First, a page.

The Indians should not complain about difficulties of doing business with Latin America as the Americans and Europeans do. Because, the Latin American countries, except Bolivia and Venezuela, rank way ahead of India's 142nd position in the 2015 World Bank survey on the Ease of Doing Business released on 29 October 2014. The average score of Latin America is 60.51 as against India's score of 53.97. Colombia's score is an impressive 72.29 while the world's highest score is 88.27 of Singapore. The scores of Pacific Alliance members Colombia, Chile, Peru and Mexico are better than those of some European countries such as Belgium, Italy and Luxembourg,
Colombia is the easiest place to do business in Latin America with global rank of 34. It is followed by Peru with 35th rank, Mexico-39th and Chile- 41st. Chile was the best in the region in last year's survey at 34th position while Colombia was 43rd. In general, the Pacific Alliance members have been leading in the region for the ease of doing business with global rankings between 33 and 56 in the last five years. Their ranking could become better in the coming years in view of the commitment of the governments to continue reforms and liberalization and promote domestic and foreign investment. These four countries have signed the maximum number of Free Trade Agreements. In contrast, the Mercosur members Brazil, Argentina and Venezuela have been lagging with global ranks above 120. The three markets are relatively closed and protected with restrictive policies.
Venezuela is the most difficult country in the region with a rank of 182 out of the 189 countries. This is not a surprise given the fact that the Venezuelan political and economic situation is in a mess for the last several years with the unpredictable, non-transparent and anti-business policies of the government. The country could get even worse in the future.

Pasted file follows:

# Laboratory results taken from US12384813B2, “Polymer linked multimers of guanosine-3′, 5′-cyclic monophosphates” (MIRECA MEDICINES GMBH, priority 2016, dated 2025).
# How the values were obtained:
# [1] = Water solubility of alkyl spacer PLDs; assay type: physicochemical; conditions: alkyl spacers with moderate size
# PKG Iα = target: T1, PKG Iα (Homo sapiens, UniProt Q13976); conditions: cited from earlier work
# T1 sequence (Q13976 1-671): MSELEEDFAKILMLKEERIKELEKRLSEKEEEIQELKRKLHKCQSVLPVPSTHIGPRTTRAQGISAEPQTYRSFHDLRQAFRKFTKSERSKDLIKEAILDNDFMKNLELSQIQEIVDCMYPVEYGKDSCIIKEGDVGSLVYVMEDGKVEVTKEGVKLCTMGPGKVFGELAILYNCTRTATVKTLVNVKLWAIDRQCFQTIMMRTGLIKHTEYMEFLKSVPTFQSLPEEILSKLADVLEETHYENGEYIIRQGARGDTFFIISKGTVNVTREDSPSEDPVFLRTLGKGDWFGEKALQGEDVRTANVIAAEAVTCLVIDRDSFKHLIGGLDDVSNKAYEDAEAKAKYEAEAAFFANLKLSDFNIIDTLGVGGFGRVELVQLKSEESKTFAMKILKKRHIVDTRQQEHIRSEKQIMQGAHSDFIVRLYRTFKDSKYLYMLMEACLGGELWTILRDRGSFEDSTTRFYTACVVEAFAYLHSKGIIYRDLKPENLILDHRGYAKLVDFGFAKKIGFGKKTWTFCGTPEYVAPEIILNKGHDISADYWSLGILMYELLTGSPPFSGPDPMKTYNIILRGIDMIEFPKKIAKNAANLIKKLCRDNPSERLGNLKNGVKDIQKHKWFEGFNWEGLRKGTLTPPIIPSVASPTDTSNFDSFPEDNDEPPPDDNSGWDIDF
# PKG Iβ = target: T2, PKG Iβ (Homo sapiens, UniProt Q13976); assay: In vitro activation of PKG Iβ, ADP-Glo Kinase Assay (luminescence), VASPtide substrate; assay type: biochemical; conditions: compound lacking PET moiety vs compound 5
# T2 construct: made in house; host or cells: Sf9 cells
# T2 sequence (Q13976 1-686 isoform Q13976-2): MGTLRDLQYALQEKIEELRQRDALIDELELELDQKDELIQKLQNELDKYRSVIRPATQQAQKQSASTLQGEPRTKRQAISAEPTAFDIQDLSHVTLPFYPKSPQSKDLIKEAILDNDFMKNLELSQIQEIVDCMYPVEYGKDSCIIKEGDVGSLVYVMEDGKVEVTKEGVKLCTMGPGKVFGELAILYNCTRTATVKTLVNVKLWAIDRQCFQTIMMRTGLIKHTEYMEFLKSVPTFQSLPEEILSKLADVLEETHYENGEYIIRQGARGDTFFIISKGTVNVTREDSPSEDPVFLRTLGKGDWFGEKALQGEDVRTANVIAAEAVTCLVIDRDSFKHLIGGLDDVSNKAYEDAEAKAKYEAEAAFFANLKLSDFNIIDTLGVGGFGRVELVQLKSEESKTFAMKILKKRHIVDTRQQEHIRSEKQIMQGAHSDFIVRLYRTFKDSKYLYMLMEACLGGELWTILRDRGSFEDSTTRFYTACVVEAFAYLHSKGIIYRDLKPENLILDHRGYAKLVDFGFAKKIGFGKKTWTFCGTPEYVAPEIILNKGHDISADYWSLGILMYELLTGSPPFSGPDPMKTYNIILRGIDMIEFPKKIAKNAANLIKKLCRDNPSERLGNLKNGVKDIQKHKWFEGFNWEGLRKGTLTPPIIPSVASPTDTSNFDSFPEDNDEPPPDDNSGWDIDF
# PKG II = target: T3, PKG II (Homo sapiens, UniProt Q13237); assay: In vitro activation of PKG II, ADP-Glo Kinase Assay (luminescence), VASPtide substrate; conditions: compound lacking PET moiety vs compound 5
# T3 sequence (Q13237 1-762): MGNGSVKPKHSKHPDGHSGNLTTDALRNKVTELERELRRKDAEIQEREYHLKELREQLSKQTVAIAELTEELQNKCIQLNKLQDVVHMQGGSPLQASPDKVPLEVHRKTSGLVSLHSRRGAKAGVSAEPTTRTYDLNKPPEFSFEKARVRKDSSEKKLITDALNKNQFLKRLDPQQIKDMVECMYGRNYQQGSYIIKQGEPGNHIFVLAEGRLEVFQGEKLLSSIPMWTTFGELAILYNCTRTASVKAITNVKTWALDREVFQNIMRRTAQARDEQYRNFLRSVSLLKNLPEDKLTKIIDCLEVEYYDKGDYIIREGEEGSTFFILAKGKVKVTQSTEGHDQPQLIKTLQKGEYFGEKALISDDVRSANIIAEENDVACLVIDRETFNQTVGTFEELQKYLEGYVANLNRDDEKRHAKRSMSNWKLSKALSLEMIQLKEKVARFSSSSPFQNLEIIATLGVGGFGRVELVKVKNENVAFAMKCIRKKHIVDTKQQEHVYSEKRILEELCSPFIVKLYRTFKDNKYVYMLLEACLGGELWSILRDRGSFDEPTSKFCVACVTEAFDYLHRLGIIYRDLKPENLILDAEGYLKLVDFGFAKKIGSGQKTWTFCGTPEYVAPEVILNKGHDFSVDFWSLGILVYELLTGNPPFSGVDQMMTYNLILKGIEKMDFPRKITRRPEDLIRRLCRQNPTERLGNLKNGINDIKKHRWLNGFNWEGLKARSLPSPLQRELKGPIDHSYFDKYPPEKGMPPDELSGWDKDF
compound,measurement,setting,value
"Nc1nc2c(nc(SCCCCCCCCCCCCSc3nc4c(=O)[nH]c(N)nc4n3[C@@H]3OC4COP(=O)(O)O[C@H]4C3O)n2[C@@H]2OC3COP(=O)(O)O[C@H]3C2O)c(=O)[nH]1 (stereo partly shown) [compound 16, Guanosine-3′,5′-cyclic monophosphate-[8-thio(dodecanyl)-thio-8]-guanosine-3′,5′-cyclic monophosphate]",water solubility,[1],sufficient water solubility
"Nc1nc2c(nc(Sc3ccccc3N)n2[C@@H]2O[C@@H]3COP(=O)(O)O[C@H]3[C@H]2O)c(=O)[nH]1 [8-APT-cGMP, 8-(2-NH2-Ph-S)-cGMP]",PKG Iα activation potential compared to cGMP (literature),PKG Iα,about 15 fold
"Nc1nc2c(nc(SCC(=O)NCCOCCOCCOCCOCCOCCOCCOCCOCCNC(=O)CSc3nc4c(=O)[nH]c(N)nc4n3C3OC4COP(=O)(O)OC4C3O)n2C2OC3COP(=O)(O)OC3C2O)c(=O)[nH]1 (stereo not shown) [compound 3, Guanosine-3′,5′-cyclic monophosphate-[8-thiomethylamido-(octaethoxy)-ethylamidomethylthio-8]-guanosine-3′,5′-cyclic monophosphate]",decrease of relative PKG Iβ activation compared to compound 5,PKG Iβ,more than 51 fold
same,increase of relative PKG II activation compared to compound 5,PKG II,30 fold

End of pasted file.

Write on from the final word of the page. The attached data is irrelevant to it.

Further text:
Argentina too could see some deterioration in the coming months due to the foreign exchange shortage and the default situation on the servicing of its external debt. But there is hope for improvement after the October 2015 elections when a more liberal government is expected to come to power.
Central America too inspires optimism since the governments in the region are pursuing more reforms and liberalization to attract investment. Among the central American countries Panama stands out the best with global ranking of 52.
Brazil stands with a rank of 120 improving from its 129th rank in 2010 but still better than India's ranking in the last five years. India's ranking should improve under the pro-business and reformist administration of Prime Minister Modi who has the advantage of a majority party in the parliament. Brazil may not show much progress given the reelection of President Dilma Rouseff who is known for interventionist economic management. She will find it difficult to bring about major reforms since she has to work with a number of parties in the Congress which is even more fragmented with 28 parties, increasing from 22 after the 2010 elections. She could get inspiration from President Enrique Penha Nieto of Mexico who has brought about the most reforms in the region in the last twenty months by reaching consensus with the other major parties under the"Mexico Pact", as seen in the article http://latinamericanaffairs.blogspot.in/search?q=mexico+pact